I can’t believe it happened to me.

I was settling into bed, and I grabbed my Kindle for a little bedtime reading.

But boy was I in for a shock.

ACK!  The screen was broken!

Turning it off and on didn’t fix the problem, nor did doing a reset or gently massaging the screen with my fingertips.


As you can see from the photo, the top-half of the screen was not refreshing, but was instead showing portions of various screensavers, along with a number of other non-descript blobs and globs.  The bottom half continued to display text properly. The text does update when I turn the page, but still – this isn’t very usable.

I spent the night trying to figure out what I was going to do about it.  The Kindle is significantly less expensive now (I paid $360 for mine), but there are other readers out there as well.  I thought I owed it to myself to at least head to Barnes & Noble and check out the Nook Reader.

Before I did, though, I called Amazon support, and I’m glad that I did.  The very helpful CSR offered to replace my Kindle free of charge, even though it was no longer covered by warranty, and even though she said it sounded like “impact damage,” which I think is code for “Well you probably dropped it, dummy.”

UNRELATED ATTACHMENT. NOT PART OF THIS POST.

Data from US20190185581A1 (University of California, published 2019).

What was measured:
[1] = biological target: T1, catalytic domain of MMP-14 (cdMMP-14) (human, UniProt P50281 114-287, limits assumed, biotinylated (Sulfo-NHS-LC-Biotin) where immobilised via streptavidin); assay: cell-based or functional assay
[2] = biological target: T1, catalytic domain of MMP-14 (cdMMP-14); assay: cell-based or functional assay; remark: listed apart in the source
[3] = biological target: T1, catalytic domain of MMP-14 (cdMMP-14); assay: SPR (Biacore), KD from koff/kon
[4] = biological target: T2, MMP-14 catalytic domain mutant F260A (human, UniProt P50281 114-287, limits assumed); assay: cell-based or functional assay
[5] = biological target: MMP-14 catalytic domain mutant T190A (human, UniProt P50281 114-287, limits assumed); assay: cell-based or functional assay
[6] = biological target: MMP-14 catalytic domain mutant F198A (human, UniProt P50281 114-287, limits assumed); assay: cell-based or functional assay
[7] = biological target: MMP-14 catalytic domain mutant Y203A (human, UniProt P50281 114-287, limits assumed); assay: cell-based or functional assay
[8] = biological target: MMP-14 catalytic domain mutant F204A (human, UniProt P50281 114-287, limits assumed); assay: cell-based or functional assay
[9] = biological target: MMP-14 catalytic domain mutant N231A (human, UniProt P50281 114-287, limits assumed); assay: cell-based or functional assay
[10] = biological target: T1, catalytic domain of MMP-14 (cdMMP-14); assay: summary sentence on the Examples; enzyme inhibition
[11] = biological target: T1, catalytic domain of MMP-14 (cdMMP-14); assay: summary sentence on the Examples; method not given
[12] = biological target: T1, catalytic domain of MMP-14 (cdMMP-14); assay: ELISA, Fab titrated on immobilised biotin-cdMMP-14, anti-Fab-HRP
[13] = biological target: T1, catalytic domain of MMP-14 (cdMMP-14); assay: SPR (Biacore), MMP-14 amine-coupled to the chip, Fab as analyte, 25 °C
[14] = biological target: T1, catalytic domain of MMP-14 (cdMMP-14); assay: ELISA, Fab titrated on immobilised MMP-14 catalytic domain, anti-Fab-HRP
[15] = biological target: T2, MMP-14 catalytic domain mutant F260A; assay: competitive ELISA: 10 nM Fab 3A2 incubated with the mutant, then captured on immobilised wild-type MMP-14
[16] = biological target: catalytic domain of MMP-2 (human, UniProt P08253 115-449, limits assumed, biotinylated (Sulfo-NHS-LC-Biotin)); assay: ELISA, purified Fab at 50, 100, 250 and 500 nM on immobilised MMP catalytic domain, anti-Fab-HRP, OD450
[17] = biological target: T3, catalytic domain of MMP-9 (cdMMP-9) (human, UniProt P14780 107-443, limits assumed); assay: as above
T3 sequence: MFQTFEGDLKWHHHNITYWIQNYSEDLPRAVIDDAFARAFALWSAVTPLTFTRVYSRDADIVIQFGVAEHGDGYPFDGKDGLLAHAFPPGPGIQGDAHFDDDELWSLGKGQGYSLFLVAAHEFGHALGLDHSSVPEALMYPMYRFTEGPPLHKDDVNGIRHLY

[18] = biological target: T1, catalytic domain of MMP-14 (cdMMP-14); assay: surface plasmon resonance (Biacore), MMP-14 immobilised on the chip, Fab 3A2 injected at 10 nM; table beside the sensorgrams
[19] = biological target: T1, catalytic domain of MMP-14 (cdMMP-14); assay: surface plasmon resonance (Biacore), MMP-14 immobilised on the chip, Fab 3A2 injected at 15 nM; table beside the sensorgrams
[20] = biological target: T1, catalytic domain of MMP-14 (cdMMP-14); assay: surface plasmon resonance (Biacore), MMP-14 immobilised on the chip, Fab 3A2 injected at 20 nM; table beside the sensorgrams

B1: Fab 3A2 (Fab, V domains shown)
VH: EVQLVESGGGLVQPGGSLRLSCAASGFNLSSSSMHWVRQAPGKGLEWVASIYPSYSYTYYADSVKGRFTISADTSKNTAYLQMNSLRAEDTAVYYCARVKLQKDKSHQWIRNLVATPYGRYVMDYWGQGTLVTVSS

My new replacement Kindle should be here tomorrow (overnight!) and I have  30 days to return the broken Kindle. 

How’s that for great customer service?  This is exactly why I continue to shop at Amazon, and why I would much prefer to own a Kindle (and buy my e-Books via Amazon.com) than use another e-Reader.  Had Amazon not replaced my Kindle for free, I may have purchased a B&N Nook or another e-Reader, and Amazon would have lost out on my future purchases.  A win-win situation for both of us.

Contacting Amazon support is really easy, too:  I used the Kindle support link on their website, and when they called me (yes, they called me within seconds, and my wait time was less than a minute) their rep already had all of my account information at hand.  Great job, Amazon.